Summer Fruits & Vegetables to Try Right Now!

July 02, 2019

In Southern California, we have the greatest selection of colorful, flavorful, and nutritious fruits and vegetables year-round, but we get even luckier during the summer. Juicy melons, plump berries, succulent stone fruits, and vitamin-packed vegetables will soon be overflowing farmer’s market stalls, roadside stands, local shops, and backyard gardens.

Here’s a quick overview of some of the most popular summer fruits and veggies that you can add to your meal planning.

 

Apples

Curly hair girl biting an apple

Harvested in mid- to late-summer, there are more than a dozen varieties available. Ranging from tart (such as the traditional green Granny Smith) to sweet (hello, Honeycrisp!), apples are high in fiber and antioxidants, low in calories, and provide such a range of flavors that some are ideal for snacking, while others are better for baking.

 

Berries

Blackberries, raspberries, strawberries, and blueberries are all bursting with vitamin C and antioxidants, and are a great source of fiber. These fragrant, colorful fruits are incredibly versatile—try them on their own, in smoothies, in pies, as toppings for oatmeal and yogurt, and more.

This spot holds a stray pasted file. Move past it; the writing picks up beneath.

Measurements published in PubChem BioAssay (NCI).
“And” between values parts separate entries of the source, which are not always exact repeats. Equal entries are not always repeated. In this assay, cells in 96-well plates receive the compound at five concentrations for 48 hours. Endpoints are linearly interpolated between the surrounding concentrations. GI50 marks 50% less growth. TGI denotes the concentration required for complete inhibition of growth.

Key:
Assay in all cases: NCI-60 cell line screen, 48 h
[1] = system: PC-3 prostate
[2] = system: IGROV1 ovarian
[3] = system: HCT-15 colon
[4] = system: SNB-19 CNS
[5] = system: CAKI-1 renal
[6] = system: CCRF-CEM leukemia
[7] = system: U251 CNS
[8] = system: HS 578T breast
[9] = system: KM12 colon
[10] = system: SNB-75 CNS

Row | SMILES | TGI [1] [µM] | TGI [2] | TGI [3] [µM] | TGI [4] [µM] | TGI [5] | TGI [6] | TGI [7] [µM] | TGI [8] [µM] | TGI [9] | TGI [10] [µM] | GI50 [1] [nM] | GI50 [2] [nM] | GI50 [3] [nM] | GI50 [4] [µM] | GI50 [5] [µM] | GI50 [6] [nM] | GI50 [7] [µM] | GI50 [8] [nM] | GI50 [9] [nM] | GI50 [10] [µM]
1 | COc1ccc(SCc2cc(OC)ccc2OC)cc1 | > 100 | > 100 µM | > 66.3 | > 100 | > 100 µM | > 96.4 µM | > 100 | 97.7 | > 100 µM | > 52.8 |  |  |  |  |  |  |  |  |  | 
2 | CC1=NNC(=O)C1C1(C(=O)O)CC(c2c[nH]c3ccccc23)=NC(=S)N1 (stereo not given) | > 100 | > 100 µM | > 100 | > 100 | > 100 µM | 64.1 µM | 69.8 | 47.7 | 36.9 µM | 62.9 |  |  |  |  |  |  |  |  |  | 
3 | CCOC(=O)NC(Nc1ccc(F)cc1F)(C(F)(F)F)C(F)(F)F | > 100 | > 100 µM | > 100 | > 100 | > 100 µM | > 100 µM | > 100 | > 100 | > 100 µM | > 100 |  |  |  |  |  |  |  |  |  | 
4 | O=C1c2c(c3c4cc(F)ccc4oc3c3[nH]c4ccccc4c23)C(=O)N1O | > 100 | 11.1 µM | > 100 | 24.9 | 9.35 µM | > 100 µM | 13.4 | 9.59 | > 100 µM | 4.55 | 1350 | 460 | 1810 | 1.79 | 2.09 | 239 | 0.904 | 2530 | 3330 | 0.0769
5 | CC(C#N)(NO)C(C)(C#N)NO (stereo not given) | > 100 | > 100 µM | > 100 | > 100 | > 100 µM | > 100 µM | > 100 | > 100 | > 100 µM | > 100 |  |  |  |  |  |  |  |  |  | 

Cherries

Man hands holding a bunch of cherries and a box of cherries behind

Available from late spring and through the summer, around 20 varieties are widely available in the U.S. Cherries are typically divided into sweet (best for snacking) and tart (best for baking). Both types deliver vitamins, minerals, and antioxidants, and are low in calories.

 

Corn

Boy in a cornfield holding a bunch of corns

This barbecue favorite is rich in healthy minerals and vitamins A, B, and E. High in fiber and weighing in at only 100 calories an ear, corn fits in with a nutritional diet or weight-loss efforts. Just-picked corn is so sweet and flavorful, all you have to do is grill it lightly and add a pinch of salt – no butter required.

 

Cucumbers

The saying “cool as a cucumber” really does apply to this summer favorite. Coming into season when SoCal’s temperatures start to soar, cucumbers are fiber-rich and nearly 95% water to keep you full and hydrated. Packed with vitamins, minerals, folic acid, and carbohydrates, they make a light, refreshing snack on their own, or can be used in cool summer soups, salads, sandwiches, and more.